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Cache Up to the Caching Application Block in Enterprise Library 3.0 : Page 3

Use standardized caching to simplify your development and reduce hard-to-find bugs.


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Persisting Complex Data
You've seen how to cache, retrieve, and delete simple scalar values, but caching complex data is a little different. To illustrate, create a custom class named Employee that acts as a placeholder for storing the employee details:

using System; namespace CachingBlockExample { [Serializable] public class Employee { private string _employeeID; public string EmployeeID { get { return _employeeID; } set { _employeeID = value; } } private string _name; public string Name { get { return _name; } set { _name = value; } } private int _age; public int Age { get { return _age; } set { _age = value; } } } }

Now that you have created the Employee class, add three buttons to the form that store, retrieve, and remove Employee objects from the cache (see Figure 3 for an example). Here's the Click event code for each button:

private void btnAddObjectToCache_Click(object sender, EventArgs e) { lstResults.Items.Clear(); Employee emp = new Employee(); emp.EmployeeID = "1234"; emp.Name = "David"; emp.Age = 20; _manager.Add(emp.EmployeeID, emp, CacheItemPriority.High, new EmployeeCacheRefreshAction(), new AbsoluteTime(DateTime.Now.AddMinutes(60))); lstResults.Items.Add("Object added"); } private void btnRetrieveObject_Click(object sender, EventArgs e) { lstResults.Items.Clear(); object emp = _manager.GetData("1234"); if (emp != null) { Employee empTemp = (Employee)emp; lstResults.Items.Add(empTemp.EmployeeID); lstResults.Items.Add(empTemp.Name); lstResults.Items.Add(empTemp.Age.ToString()); } else lstResults.Items.Add("No item found"); } private void btnRemoveObject_Click(object sender, EventArgs e) { lstResults.Items.Clear(); _manager.Remove("1234"); lstResults.Items.Add ("Object identified by 1234 removed from the cache"); }

Note the additional arguments passed to the CacheManager.Add() method:

 
Figure 3. Retrieving Complex Data: The figure shows output produced by first storing and then retrieving an Employee object from the cache.


_manager.Add(emp.EmployeeID, emp, CacheItemPriority.High, new EmployeeCacheRefreshAction(), new AbsoluteTime( DateTime.Now.AddMinutes(60)));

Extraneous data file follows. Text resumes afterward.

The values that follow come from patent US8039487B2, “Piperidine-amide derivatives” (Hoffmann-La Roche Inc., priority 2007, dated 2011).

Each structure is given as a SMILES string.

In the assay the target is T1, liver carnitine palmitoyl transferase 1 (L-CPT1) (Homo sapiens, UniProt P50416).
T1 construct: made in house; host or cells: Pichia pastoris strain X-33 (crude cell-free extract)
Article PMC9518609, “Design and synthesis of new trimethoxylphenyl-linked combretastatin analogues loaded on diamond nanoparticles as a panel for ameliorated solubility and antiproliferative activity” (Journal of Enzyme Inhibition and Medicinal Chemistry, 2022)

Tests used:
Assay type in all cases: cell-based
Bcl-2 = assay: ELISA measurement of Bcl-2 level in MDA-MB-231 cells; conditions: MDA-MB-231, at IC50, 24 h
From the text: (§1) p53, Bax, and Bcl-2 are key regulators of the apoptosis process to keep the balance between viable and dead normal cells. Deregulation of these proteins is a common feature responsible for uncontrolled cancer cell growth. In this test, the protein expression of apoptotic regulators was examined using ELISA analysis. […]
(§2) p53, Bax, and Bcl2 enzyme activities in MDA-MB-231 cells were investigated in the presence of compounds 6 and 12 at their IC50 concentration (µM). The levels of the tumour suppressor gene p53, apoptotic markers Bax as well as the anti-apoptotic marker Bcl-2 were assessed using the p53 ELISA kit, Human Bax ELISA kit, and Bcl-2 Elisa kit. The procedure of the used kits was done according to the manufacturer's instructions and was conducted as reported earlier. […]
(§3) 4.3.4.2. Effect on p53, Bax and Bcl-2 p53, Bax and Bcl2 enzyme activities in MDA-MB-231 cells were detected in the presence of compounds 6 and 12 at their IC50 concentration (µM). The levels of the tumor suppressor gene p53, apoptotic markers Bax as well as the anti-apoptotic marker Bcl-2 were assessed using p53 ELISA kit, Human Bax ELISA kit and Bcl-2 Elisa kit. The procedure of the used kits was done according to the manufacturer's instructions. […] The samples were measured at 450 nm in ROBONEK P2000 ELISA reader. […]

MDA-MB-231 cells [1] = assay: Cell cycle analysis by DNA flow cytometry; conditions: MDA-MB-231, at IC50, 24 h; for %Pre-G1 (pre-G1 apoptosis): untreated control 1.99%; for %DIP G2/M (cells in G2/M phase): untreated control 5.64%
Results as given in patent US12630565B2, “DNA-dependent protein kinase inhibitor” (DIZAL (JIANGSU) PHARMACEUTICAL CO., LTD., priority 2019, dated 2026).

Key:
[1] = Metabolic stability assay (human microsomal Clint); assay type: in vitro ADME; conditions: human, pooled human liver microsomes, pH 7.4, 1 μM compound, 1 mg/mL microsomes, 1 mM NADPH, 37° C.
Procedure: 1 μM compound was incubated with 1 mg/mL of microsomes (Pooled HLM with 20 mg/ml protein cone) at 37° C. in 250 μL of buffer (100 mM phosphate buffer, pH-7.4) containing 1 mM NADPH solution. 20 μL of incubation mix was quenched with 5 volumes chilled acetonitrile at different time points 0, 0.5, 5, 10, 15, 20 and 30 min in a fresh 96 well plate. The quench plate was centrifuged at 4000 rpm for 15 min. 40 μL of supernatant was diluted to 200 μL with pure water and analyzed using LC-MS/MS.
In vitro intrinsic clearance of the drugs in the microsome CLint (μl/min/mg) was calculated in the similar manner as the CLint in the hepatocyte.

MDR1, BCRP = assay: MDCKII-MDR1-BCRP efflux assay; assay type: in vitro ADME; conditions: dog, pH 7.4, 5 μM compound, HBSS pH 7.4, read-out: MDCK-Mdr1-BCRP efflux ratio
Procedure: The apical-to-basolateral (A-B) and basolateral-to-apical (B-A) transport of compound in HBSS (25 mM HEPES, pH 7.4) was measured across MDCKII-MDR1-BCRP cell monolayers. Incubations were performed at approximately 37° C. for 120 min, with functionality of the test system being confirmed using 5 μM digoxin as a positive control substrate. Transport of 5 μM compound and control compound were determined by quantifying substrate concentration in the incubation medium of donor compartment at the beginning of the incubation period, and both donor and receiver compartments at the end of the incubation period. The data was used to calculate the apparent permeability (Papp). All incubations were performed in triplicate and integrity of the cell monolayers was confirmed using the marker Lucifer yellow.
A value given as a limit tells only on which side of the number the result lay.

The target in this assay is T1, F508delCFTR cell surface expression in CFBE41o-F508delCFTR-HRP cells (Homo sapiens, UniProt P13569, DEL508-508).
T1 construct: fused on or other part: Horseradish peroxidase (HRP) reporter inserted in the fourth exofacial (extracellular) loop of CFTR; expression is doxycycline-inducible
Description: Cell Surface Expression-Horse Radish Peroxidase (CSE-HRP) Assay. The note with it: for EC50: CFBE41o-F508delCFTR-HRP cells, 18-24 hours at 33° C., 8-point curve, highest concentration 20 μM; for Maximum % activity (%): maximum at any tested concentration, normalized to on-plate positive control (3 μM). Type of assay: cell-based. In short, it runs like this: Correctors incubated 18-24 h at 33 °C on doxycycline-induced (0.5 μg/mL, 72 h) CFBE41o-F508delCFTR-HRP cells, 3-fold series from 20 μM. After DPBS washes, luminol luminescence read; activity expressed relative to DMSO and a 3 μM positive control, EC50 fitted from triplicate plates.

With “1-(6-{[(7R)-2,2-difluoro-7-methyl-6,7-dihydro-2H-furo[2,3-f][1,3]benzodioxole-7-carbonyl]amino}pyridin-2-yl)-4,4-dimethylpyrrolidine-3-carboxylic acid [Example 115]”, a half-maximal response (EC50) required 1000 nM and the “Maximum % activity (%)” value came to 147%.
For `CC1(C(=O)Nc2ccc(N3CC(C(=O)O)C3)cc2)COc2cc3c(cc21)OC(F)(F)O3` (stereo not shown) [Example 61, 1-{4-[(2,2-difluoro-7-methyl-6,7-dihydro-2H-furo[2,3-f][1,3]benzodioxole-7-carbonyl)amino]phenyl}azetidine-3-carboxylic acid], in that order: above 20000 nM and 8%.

In addition to the cache key (the EmployeeID) and the data (the emp variable), the overloaded CacheManager.Add() method also accepts a CacheItemPriority enumeration value, a custom object used to refresh the cached item when the item is removed from the cache, and the absolute time at which the cached item needs to expire.

With the buttons and code in place, if you now run the application, you'll see output somewhat similar to Figure 3:

As the name suggests, the CacheItemPriority enumeration allows you to specify priority levels for the cached items. The CacheItemPriority enumeration exposes the values shown in Table 1:

Table 1. CacheItemPriority Enumeration Values: These values are available in the CacheItemPriority enumeration.
ValueDescription
HighHigh priority for scavenging, meaning that the items with this priority level are the least likely to be deleted from the cache as the server frees the system memory.
LowLow priority for scavenging, meaning that the items with this priority are the most likely to be deleted from the cache as the server frees the system memory.
NoneNo priority associated with scavenging.
NormalNormal priority for scavenging, meaning that the items with this priority are likely to be deleted from the cache as the server frees the system memory only after those items with the "Low" priority.
NotRemovableNon-removable priority for scavenging, meaning that these items are not automatically deleted from the cache as the server frees the system memory. However, even items with this priority are removed according to the item's absolute or sliding expiration time.



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